The Ultimate list of CBD Studies

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We know it can be hard to determine which CBD health claims are completely false and which claims are backed by promising research studies. Below you can find a list of our favorite CBD studies sorted by disease/ailment.


The Interplay between the Endocannabinoid System, Epilepsy and Cannabinoids.

  • The following research article covers Epilepsy and Neuroinflammation, The Role of the ECS system in Neuroinflammation and Epilepsy, Cannabinoids as an Emerging Treatment for Drug-Resistant Epilepsy, and Biomarkers for Determining Neuroinflammation and Monitoring Cannabinoid effects. “Cannabinoids (particularly CBD) show promise as a potent antiseizure treatment, but the promiscuous binding affinity of the cannabinoids for numerous receptors makes the task of identifying their beneficial and detrimental mechanisms of action challenging. ”

Use of Cannabidiol in the Treatment of Epilepsy: Efficacy and Security in Clinical Trials

  • At least 14 clinical trials have been completed on cannabidiol and epilepsy. In each study CBD was used in conjunction with anti-epileptic drugs. Some of the most promising results of the studies include: Reduction of seizures of 63.6% after 12 weeks of treatment, the median frequency of seizures decreased from 12,4 to 5.9, and overall improvement of illness. This article also includes a list of some of the ongoing trials attempting to evaluate the efficacy of CBD as an anti-epileptic.


Cannabidiol in Anxiety and Sleep: A Large Case Series

  • A study conducted on 103 adult patients aimed to determine whether CBD helps improve sleep and/or anxiety in a clinical population. 79.2% of patients saw a decrease in anxiety in the first month that remained decreased during the study duration. Sleep scores decreased in 66.7% of patients in the first month but fluctuated over time. CBD was tolerated well by all but 3 patients.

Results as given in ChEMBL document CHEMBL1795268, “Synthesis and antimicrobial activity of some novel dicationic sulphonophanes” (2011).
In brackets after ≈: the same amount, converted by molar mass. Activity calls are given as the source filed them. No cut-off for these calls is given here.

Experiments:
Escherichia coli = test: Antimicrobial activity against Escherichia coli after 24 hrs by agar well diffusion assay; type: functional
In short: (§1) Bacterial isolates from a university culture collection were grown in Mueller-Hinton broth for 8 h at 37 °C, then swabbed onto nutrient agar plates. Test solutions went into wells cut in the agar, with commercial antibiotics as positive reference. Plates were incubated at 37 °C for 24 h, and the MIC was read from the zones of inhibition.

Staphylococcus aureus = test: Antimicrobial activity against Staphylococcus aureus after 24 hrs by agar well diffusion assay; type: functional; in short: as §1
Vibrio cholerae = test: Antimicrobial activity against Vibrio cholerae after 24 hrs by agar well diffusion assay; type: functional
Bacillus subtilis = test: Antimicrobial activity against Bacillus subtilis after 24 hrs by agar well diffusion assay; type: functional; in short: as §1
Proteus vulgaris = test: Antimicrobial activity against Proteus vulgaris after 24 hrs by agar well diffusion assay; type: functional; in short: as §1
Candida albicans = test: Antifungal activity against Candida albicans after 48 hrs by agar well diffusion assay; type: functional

Cannabidiol as a Potential Treatment for Anxiety Disorders

  • ” Preclinical evidence conclusively demonstrates CBD’s efficacy in reducing anxiety behaviors relevant to multiple disorders, including PTSD, GAD, PD, OCD, and SAD, with a notable lack of anxiogenic effects.”

Cannabidiol regulation of emotion and emotional memory processing: relevance for treating anxiety‐related and substance abuse disorders

  • This is an excellent article on anxiety for humans and animals. It covers the pharmacological mechanisms and brain sites involved in the anxiety effects of CBD. It also covers emotional learning and memory processing as well as the effects CBD has on fear memory processing. “Converging lines of evidence have established that acute CBD treatment is an anxiolytic in both animals and humas. A growing number of preclinical studies also indicate that this drug reduces fear memory expression when given acutely.”

Evidences for the Anti-panic Actions of Cannabidiol

  • This study aims to discuss the anti-panic effects of CBD in both human and animal studies. ” Taken together, the results presented in this chapter, which were derived from both laboratory animal and human studies, support the notion that CBD exhibits anti-panic properties. Despite the described panic response reported as a result of cannabis use, it is important to note that CBD does not present psychoactive effects; it is safe and well-tolerated via the oral route (up to 1,500 mg/day) [19]. Moreover, because this compound does not induce dependence, tolerance and abstinence symptoms, it can be, in the future, a good alternative as a substitute for high potency benzodiazepines and antidepressant drugs in PD patients who are resistant to the current treatments. ”


Attenuation of early phase inflammation by cannabidiol prevents pain and nerve damage in rat osteoarthritis

  • The work completed in this study was supported by an operating grant through The Arthritis Society. ” This study showed for the first time that local CBD administration inhibited pain and peripheral sensitization in established Osteoarthritis. CBD may be a safe therapeutic to treat OA pain locally as well as block the acute inflammatory flares that drive disease progression and joint neuropathy.”


Antidepressant-like effects of cannabidiol in mice: possible involvement of 5-HT1A receptors

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